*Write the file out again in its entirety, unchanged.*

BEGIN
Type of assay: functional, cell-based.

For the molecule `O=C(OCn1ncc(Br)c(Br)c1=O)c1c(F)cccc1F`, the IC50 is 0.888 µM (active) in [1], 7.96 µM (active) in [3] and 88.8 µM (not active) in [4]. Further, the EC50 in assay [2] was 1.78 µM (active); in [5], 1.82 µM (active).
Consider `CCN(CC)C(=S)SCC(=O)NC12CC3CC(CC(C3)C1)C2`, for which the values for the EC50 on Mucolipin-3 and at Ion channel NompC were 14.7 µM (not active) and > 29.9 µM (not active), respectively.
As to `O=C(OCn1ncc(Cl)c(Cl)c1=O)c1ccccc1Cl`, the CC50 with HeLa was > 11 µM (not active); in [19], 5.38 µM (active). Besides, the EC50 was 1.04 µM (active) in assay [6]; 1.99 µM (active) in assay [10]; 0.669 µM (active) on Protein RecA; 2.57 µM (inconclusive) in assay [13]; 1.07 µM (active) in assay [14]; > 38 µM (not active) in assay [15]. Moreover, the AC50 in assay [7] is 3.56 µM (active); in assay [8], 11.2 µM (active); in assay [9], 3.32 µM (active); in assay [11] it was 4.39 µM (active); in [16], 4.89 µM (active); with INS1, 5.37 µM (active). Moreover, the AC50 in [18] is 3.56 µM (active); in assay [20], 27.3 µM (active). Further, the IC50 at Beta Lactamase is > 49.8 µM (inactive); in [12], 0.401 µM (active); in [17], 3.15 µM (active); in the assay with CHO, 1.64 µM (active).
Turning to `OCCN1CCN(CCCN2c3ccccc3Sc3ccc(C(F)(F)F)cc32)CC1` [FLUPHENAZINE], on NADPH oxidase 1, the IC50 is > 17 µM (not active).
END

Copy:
Type of assay: functional, cell-based.

For the molecule `O=C(OCn1ncc(Br)c(Br)c1=O)c1c(F)cccc1F`, the IC50 is 0.888 µM (active) in [1], 7.96 µM (active) in [3] and 88.8 µM (not active) in [4]. Further, the EC50 in assay [2] was 1.78 µM (active); in [5], 1.82 µM (active).
Consider `CCN(CC)C(=S)SCC(=O)NC12CC3CC(CC(C3)C1)C2`, for which the values for the EC50 on Mucolipin-3 and at Ion channel NompC were 14.7 µM (not active) and > 29.9 µM (not active), respectively.
As to `O=C(OCn1ncc(Cl)c(Cl)c1=O)c1ccccc1Cl`, the CC50 with HeLa was > 11 µM (not active); in [19], 5.38 µM (active). Besides, the EC50 was 1.04 µM (active) in assay [6]; 1.99 µM (active) in assay [10]; 0.669 µM (active) on Protein RecA; 2.57 µM (inconclusive) in assay [13]; 1.07 µM (active) in assay [14]; > 38 µM (not active) in assay [15]. Moreover, the AC50 in assay [7] is 3.56 µM (active); in assay [8], 11.2 µM (active); in assay [9], 3.32 µM (active); in assay [11] it was 4.39 µM (active); in [16], 4.89 µM (active); with INS1, 5.37 µM (active). Moreover, the AC50 in [18] is 3.56 µM (active); in assay [20], 27.3 µM (active). Further, the IC50 at Beta Lactamase is > 49.8 µM (inactive); in [12], 0.401 µM (active); in [17], 3.15 µM (active); in the assay with CHO, 1.64 µM (active).
Turning to `OCCN1CCN(CCCN2c3ccccc3Sc3ccc(C(F)(F)F)cc32)CC1` [FLUPHENAZINE], on NADPH oxidase 1, the IC50 is > 17 µM (not active).